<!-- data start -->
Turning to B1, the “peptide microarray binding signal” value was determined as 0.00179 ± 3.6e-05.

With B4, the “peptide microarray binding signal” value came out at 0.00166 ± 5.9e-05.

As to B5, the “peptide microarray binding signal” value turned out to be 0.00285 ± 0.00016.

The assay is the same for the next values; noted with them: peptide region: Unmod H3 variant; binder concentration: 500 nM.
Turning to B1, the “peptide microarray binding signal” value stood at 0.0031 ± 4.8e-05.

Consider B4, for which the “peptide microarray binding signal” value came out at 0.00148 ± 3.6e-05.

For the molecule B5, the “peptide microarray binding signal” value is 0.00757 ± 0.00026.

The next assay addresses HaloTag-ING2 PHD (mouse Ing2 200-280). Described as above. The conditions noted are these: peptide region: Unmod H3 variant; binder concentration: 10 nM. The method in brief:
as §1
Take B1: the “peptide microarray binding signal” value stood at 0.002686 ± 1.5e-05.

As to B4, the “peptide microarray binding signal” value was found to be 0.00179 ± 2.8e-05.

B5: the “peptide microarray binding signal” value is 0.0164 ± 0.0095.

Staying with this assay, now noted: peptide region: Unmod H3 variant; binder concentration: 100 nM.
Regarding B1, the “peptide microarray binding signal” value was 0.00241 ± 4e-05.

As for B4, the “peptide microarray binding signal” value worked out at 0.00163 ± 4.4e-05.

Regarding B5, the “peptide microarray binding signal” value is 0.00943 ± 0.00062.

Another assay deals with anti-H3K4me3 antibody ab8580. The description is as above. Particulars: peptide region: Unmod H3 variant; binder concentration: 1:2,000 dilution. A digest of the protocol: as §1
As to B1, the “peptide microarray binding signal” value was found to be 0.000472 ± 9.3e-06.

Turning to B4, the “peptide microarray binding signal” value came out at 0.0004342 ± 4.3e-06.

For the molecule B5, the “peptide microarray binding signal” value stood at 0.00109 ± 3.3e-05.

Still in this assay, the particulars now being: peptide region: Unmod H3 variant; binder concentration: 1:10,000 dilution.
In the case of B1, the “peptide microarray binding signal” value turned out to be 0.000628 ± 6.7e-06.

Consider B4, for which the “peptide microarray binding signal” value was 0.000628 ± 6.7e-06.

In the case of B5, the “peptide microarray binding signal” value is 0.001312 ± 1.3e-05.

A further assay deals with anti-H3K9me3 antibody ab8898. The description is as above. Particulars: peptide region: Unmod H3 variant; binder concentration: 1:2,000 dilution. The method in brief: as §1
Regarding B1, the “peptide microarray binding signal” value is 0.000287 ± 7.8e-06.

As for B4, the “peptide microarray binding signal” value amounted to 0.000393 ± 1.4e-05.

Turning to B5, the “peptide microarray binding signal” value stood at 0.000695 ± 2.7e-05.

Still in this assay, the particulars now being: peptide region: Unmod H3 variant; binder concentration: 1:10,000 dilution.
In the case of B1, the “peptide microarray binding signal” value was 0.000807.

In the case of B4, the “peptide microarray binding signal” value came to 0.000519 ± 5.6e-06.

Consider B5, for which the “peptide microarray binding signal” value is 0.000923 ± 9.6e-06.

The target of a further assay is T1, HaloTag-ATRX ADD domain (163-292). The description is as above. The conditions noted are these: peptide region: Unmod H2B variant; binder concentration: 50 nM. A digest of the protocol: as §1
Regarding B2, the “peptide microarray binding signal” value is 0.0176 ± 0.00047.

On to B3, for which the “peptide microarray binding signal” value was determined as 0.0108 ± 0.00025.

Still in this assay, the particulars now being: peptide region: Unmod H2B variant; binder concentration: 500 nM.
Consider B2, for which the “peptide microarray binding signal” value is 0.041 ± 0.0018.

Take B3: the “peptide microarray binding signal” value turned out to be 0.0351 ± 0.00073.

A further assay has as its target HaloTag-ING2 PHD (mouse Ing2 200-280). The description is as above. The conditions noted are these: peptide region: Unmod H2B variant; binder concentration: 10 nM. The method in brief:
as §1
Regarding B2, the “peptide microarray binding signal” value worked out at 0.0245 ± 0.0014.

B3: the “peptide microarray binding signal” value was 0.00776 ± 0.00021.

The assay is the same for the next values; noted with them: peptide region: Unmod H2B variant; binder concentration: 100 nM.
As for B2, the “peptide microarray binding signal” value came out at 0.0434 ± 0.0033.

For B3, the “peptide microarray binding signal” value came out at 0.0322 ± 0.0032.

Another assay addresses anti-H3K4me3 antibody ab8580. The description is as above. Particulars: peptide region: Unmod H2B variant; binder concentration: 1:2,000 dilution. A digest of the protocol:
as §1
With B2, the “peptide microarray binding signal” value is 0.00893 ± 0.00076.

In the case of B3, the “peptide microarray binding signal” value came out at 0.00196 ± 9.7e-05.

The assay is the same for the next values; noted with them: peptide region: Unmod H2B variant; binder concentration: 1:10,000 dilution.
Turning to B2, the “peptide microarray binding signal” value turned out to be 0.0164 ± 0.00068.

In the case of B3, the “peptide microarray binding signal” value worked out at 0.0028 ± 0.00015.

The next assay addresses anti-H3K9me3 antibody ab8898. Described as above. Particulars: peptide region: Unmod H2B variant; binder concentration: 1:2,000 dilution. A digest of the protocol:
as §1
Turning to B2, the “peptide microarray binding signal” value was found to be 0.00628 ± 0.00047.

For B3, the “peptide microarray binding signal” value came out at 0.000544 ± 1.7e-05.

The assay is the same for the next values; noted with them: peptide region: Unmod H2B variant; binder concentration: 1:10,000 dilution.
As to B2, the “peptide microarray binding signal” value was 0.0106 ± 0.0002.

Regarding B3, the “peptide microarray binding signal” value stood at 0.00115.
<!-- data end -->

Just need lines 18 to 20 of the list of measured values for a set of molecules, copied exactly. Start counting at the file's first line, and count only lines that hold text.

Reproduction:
As to B1, the “peptide microarray binding signal” value was found to be 0.000472 ± 9.3e-06.

Turning to B4, the “peptide microarray binding signal” value came out at 0.0004342 ± 4.3e-06.

For the molecule B5, the “peptide microarray binding signal” value stood at 0.00109 ± 3.3e-05.